A light bulb dangles in a Northridge, California motel room. Streetlights glow through cracks in the blinds. Trembling hands dump a bottle of Bacardi 151 on the head of a shirtless Philip Seymour Hoffman. Said hands strike a match. Enter the flames. The screams.
A revolutionary comedian’s head has just caught fire.
Thus begins Funny Guy, the long-awaited biopic of the late Richard Pryor. Barbet Schroeder’s masterful direction and Hoffman’s uncompromising portrayal of the seminal comedian-cum-film-actor raise the bar of what has otherwise become a moldy and fetid genre.
Structuring the film around the infamous 1980 free-basing accident might at first seem movie-of-the-week-ish, yet Schroeder inverts the formula, scorching the celluloid in an emotionally poignant and daringly original roller coaster ride into the heart of a man whose controversial material paved the way for generations of comics. And despite the obvious casting choice, Hoffman’s Pryor smarts convincing from the opening shot in the Travelodge, a shot that will likely go down in film history as “the close-up that wouldn’t end.”
Following the opening sequence, we are taken on a journey into the nonlinear, a journey which sends our preconceptions into a tailspin, thus mirroring what must have been the real Pryor’s fame- and drug-induced sense of turmoil and displacement at the nadir of his career.
Most enjoyable are Hoffman’s pitch-perfect reenactments of Pryor’s on-set breakdowns and dysfunction: the legendary scuffles with Jackie Gleason (played by the late Gary Busey) during the filming of The Toy; fistfights and chair tossing with buddy picture sidekick Gene Wilder (Michael Rapaport); and brazen attacks on Columbia Pictures execs.
In one particularly memorable scene, a coked-up Pryor storms into a producer’s office and threatens to tell the press that said producer threw fried chicken at him if a six-figure fringe bonus isn’t awarded on the spot, to which the producer promptly replies, “You’re blackmailing me.” The comedian then takes two steps forward and proffers the single-best-line of Eric Roth’s 165-page screenplay: “If blackmail is a crime, then I guess I’m guilty, motherfucker.”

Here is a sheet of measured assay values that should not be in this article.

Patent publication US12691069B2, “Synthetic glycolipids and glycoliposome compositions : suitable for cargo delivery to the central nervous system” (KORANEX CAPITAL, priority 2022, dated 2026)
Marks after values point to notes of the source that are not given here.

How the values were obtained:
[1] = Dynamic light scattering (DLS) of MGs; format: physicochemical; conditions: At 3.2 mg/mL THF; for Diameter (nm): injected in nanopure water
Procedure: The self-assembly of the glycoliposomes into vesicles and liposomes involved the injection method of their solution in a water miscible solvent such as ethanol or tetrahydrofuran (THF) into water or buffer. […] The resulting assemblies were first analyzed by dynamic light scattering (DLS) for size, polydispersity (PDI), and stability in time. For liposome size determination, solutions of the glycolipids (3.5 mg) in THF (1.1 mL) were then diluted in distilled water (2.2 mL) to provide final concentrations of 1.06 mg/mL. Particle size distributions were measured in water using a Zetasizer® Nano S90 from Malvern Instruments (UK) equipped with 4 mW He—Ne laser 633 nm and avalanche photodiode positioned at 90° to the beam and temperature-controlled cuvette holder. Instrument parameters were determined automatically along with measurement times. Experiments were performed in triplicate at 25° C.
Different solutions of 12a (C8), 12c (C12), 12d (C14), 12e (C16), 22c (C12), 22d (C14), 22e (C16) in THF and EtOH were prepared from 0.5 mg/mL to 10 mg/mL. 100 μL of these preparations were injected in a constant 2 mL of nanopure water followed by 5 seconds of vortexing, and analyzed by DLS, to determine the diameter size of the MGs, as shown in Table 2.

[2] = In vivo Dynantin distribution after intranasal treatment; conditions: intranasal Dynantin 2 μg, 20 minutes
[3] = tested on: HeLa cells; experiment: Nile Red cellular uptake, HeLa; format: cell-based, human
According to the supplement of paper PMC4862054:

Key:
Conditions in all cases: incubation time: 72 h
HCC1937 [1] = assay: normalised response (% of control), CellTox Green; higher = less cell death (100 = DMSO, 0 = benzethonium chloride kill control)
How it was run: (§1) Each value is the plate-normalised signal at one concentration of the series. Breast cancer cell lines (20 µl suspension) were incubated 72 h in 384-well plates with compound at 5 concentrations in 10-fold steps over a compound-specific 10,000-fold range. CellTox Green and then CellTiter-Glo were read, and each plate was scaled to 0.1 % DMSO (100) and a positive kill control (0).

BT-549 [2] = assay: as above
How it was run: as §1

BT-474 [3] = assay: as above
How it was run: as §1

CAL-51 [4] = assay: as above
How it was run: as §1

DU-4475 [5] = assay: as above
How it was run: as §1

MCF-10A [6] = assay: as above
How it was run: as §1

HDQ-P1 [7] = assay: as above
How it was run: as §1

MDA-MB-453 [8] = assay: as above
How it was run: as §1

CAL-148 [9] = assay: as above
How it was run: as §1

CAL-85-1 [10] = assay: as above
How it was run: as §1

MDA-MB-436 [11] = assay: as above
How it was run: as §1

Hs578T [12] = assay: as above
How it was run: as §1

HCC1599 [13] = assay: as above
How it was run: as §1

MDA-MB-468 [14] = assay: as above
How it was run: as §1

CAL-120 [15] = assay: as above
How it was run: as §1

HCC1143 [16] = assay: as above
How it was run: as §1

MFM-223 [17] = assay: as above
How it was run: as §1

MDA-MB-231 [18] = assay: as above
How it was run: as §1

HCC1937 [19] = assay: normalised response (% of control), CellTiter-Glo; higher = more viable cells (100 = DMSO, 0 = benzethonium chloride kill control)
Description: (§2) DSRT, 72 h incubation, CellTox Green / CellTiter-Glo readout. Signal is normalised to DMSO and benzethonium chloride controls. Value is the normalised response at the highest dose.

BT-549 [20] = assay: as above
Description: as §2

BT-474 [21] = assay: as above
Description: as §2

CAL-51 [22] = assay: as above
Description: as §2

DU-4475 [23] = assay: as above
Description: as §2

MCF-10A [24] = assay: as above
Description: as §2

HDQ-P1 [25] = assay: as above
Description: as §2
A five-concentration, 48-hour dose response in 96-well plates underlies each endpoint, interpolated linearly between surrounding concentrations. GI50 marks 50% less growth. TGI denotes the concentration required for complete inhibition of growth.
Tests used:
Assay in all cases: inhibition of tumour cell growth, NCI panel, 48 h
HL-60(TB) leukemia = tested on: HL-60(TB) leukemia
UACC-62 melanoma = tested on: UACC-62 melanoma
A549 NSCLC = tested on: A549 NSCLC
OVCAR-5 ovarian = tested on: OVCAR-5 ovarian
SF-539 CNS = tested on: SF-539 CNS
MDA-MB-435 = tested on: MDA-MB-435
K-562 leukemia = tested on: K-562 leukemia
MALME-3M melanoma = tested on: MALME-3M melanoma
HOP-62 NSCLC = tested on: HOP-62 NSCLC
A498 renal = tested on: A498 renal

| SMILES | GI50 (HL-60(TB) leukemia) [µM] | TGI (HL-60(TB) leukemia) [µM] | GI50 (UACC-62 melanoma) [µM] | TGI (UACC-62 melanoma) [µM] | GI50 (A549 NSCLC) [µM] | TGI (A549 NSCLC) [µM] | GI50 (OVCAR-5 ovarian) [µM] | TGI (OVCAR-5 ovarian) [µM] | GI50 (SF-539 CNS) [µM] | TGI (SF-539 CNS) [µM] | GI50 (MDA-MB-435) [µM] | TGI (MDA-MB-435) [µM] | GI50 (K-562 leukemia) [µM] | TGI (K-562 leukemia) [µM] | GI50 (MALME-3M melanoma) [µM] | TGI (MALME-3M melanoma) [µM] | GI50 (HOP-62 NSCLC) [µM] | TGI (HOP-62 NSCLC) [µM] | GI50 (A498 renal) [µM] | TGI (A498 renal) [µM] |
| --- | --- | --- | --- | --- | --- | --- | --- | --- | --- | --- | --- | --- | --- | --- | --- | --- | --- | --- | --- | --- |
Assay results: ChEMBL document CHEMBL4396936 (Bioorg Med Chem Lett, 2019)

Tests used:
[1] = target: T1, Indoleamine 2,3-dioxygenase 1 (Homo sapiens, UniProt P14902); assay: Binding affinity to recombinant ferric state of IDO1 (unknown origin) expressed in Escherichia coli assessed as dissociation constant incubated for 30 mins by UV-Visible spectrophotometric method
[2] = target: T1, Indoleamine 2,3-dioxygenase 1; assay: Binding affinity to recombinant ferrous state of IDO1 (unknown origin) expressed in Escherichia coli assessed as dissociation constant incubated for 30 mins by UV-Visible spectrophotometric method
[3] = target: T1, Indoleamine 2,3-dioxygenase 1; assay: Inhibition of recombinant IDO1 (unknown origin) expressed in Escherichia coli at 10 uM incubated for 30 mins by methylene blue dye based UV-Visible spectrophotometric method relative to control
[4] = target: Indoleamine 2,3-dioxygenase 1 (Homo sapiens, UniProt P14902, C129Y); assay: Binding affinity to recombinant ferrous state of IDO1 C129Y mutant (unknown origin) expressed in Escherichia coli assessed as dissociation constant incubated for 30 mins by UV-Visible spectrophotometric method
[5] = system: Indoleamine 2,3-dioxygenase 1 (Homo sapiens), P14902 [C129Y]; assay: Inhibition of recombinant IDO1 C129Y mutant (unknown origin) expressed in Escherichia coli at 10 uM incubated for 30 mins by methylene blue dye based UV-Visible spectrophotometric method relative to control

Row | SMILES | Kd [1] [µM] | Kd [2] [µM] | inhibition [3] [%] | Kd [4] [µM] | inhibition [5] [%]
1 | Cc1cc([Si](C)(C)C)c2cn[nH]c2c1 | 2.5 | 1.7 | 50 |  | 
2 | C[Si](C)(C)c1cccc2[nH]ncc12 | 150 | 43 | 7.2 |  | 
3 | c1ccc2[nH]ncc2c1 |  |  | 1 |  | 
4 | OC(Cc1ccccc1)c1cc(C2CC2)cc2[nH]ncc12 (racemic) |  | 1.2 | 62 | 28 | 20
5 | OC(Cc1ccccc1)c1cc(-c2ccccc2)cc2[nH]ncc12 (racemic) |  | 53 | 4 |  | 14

The emotional core of the picture, however—where Schroeder truly mingles in the mouth of meta—is the re-staging of Jo Jo Dancer: Your Life is Calling, in which Hoffman as Pryor directs Hoffman as Pryor as Hoffman as Pryor as Jo Jo Dancer—the conscience of a comedian in a not-too-cryptic biopic within a biopic.
Because Hoffman has long been known as “the” method actor of his generation, what surprises here is that the same man who spent months re-typing the text of Breakfast at Tiffany’s in preparation for his role as Truman Capote chose not to drop any weight, shave his strawberry-blond scruff, or research in any capacity for the part of Pryor. During a recent video-conference (the actor is currently on location in Tunisia filming Paramount’s remake of Ishtar) a turban-clad Hoffman said, “Fuck you. I am Richard Pryor. Watch the movie. Who’s the ethereal and corporeal embodiment of that man? Oh wait, shit, guess what? It’s me.”
Interwoven with the scenes of egomania and debauch are the flashback glimpses into Pryor’s troubled youth: growing up hard in his grandmother’s brothel in Illinois; his one-year incarceration in military prison for stabbing a white cadet; his idolization of and early influence by Bill Cosby (Anthony Edwards), and of course, Pryor’s seven volatile marriages to five different women (all played by Dakota Fanning).
Although Pryor’s history of domestic abuse was well-documented in the late comedian’s 1994 memoir, Bitch-slap: ‘Cause I’m Richard Pryor, Mo’fucka, Schroeder more or less strays from this element of the comedian’s life, arguing that it would diminish, rather than enhance, the overall depth of the film. (A film which, ironically, is now facing an NC-17 rating due to a scene in which Hoffman forces Fanning, at gunpoint, to snarf a rail of angel dust from, well, exactly the sort of surface that earns such ratings.)
“This will be the most complex portrait of a man since Terence Malick’s Brown Bomber [referring to Nick Nolte’s visionary portrayal of the boxer Joe Louis],” Schroeder said. “I wanted to focus on the soul of that man, on the greatness in him. Did you know that he once held a helicopter pilot at gunpoint and demanded he fly him to and from the set of Ghostbusters? He wasn’t even in that movie! I mean, excuse me for saying so, but those are some deep fucking layers.”
Deep layers—and then some. And nowhere are they in more evidence than in the re-staging of Pryor’s legendary stand-up concerts: “Live on the Sunset Strip,” “That Nigger’s Crazy,” and “Are you Serious?” It is here that Hoffman (with the help of Welsh cinematographer Donald McAlpine’s compressed close-ups) truly draws out the “soul of the man,” and it is in these scenes that the actor has undoubtedly sealed his second Academy Award victory for best actor.
In the final shot of Funny Guy, and perhaps its most poignant moment, a tuxedo-clad Hoffman performs onstage during the “Holy Smoke!” concert. He strikes a match, holds it up before his audience, and says, “What’s this?”
A long pause.
“This is Richard Pryor running down the street.”
Run down the street indeed, and see this exhilarating, heartfelt, and monumental tour de force that might very easily be the best picture of the year.
Reviewed February 2, 2009